OPINION: This week’s Government announcement of a $2 billion-plus negotiated equal pay settlement with unions for care and support workers is historic.
Since the New Zealand Government signed up to the International Labour Organisation Equal Remuneration Convention (ILO) in 1983 there have been many questions asked by the ILO as to whether New Zealand has taken its convention responsibilities seriously.
The Equal Remuneration Convention 1951 is one of the ILO fundamental conventions and commits every government member of the ILO to “ensure the application of the principle of equal remuneration for men and women workers for work of equal value”.
The New Zealand Government has always argued that the Equal Pay Act 1972 meets the convention requirements and it was simply up to workers to argue cases before the courts.
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In 2012 E tu, under its previous name the Service and Food Workers Union, launched an equal pay for equal value case on behalf of a senior caregiver Kristine Bartlett, who after 20 years experience was getting not much more than the minimum wage.
While Kristine’s employer tried to have the case thrown out as being “frivolous and vexatious” and the Government later joined in to also argue that the Equal Pay Act did not permit such cases, the courts took a different view of the words in the Act.
There has never been any disagreement on the skills, responsibility and degree of effort required by caregivers such as Kristine Bartlett or the workers who support people with disabilities in their own homes or in community facilities.
There have been volumes and volumes of reports done on care and support workers from the early 1980s through to the Human Rights Commission Caring Counts Report in 2012.
The significance of the Caring Counts Report was that it concluded that gender pay inequity in the care and support sector was “systemic and entrenched”, that this was a breach of human rights and that the Government could not absolve itself of responsibility for these breaches by arguing that they were not the employers.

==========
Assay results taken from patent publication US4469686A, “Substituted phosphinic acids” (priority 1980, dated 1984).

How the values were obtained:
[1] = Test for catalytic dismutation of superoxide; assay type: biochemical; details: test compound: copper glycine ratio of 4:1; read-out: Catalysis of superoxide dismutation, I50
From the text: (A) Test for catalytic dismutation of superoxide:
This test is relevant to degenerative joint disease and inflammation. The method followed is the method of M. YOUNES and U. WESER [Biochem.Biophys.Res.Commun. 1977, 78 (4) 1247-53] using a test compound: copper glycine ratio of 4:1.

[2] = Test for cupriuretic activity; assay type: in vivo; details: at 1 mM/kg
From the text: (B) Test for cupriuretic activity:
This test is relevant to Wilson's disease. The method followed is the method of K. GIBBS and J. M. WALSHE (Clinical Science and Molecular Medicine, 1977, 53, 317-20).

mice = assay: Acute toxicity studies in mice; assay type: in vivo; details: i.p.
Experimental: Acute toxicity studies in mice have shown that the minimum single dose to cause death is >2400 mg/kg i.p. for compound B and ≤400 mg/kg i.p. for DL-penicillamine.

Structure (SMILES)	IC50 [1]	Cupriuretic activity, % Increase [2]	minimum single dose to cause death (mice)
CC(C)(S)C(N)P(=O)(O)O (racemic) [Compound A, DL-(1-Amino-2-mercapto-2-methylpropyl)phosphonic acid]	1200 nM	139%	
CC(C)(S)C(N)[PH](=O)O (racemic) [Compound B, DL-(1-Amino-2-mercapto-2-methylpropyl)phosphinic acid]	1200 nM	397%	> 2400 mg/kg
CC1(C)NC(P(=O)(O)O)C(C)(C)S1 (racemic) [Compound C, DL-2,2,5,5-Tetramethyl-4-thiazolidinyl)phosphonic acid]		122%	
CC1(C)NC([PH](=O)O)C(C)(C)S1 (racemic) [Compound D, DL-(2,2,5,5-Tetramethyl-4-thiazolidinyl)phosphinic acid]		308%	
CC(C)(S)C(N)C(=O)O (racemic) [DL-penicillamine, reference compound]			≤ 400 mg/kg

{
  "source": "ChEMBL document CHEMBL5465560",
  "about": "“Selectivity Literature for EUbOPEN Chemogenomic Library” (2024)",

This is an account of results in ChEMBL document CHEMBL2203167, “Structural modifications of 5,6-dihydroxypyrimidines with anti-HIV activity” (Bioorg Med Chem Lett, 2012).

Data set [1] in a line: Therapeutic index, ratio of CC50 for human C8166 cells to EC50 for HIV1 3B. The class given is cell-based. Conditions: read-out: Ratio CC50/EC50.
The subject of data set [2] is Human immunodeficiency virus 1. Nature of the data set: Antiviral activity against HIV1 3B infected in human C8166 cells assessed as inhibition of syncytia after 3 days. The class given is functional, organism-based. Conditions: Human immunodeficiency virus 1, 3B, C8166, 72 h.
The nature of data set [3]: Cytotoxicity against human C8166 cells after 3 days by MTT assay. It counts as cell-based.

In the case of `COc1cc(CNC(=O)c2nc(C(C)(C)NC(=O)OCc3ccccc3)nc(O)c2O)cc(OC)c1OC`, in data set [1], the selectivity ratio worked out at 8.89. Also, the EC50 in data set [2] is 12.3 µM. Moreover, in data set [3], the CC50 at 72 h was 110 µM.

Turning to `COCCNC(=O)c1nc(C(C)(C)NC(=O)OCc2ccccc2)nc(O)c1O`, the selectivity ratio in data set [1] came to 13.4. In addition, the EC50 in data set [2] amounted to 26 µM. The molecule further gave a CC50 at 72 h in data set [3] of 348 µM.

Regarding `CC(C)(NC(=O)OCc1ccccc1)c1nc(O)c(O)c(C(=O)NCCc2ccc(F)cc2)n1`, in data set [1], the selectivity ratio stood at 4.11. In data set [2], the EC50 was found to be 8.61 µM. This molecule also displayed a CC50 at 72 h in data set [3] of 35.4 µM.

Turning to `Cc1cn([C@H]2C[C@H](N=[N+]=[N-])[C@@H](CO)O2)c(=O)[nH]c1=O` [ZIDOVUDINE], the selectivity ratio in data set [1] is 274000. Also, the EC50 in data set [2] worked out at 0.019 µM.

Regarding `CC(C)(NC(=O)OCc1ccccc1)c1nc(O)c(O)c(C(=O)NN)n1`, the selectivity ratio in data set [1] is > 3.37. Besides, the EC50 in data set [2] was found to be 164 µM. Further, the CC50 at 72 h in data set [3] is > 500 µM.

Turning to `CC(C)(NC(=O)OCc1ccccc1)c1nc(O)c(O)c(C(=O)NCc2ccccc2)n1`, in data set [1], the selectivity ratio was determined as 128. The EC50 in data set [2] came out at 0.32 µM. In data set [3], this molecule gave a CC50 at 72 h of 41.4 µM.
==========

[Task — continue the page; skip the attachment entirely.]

The Caring Counts Report showed that the state funding system organised through the Ministry of Health, district health boards and ACC needed to be addressed to rectify the human rights abuses inflicted on care and support workers, and through their work on the older people and people with disabilities they were supporting.
The Government stepped up to the plate to negotiate a settlement with sector unions because it was the right thing to do.
Even though the settlement will have to be voted on by the 50,000 care and support workers affected, it contains pay increases of up to 42 per cent and introduces a system of training and qualifications that should have been introduced 25 years ago.
It is ironic that just over 25 years ago, with the introduction of the Employment Contracts Act, New Zealand abolished industry collective bargaining and doomed care and support workers to the destruction of their wage rates, allowances, leave entitlements and qualification payments.
Perhaps this settlement and the amicable way it was carried out shows it is time to look carefully at a better way of setting wages in New Zealand rather than the current individualised voluntary system that leads to discrimination and low pay.
John Ryall is the assistant national secretary for E tu.